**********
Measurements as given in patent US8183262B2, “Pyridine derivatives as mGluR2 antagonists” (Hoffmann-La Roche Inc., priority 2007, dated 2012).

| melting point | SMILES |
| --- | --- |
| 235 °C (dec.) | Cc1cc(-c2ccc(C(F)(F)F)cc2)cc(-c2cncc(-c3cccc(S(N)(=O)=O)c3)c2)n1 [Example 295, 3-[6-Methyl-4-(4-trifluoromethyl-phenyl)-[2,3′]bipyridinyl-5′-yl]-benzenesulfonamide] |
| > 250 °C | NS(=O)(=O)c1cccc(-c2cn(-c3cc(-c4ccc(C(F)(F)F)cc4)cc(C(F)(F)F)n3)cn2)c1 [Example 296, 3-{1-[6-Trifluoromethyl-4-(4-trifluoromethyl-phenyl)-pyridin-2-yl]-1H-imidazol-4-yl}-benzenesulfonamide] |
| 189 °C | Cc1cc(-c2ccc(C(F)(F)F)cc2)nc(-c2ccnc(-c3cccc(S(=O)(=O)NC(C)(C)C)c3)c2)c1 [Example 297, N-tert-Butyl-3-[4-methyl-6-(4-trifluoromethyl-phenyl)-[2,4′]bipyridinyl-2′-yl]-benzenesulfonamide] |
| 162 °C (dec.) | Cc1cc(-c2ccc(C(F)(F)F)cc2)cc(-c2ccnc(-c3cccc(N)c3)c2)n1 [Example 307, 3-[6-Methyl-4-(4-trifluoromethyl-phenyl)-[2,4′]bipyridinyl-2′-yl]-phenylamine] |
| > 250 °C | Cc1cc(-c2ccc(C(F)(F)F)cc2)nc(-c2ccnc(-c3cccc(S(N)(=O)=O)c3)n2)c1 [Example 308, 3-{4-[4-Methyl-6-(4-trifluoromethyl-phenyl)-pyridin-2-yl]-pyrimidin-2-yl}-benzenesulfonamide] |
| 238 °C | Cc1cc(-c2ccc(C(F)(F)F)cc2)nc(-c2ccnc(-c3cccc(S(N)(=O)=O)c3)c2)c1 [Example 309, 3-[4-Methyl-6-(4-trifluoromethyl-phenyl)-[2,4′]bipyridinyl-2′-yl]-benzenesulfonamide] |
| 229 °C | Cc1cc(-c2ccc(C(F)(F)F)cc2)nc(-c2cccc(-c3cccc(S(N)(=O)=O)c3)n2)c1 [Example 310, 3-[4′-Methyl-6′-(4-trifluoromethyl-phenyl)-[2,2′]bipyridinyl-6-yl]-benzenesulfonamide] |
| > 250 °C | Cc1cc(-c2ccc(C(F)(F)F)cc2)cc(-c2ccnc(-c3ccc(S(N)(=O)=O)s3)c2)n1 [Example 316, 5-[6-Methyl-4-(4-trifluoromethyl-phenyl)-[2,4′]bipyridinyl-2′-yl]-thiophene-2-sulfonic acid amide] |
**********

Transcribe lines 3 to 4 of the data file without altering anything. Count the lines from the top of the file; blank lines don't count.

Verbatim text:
| --- | --- |
| 235 °C (dec.) | Cc1cc(-c2ccc(C(F)(F)F)cc2)cc(-c2cncc(-c3cccc(S(N)(=O)=O)c3)c2)n1 [Example 295, 3-[6-Methyl-4-(4-trifluoromethyl-phenyl)-[2,3′]bipyridinyl-5′-yl]-benzenesulfonamide] |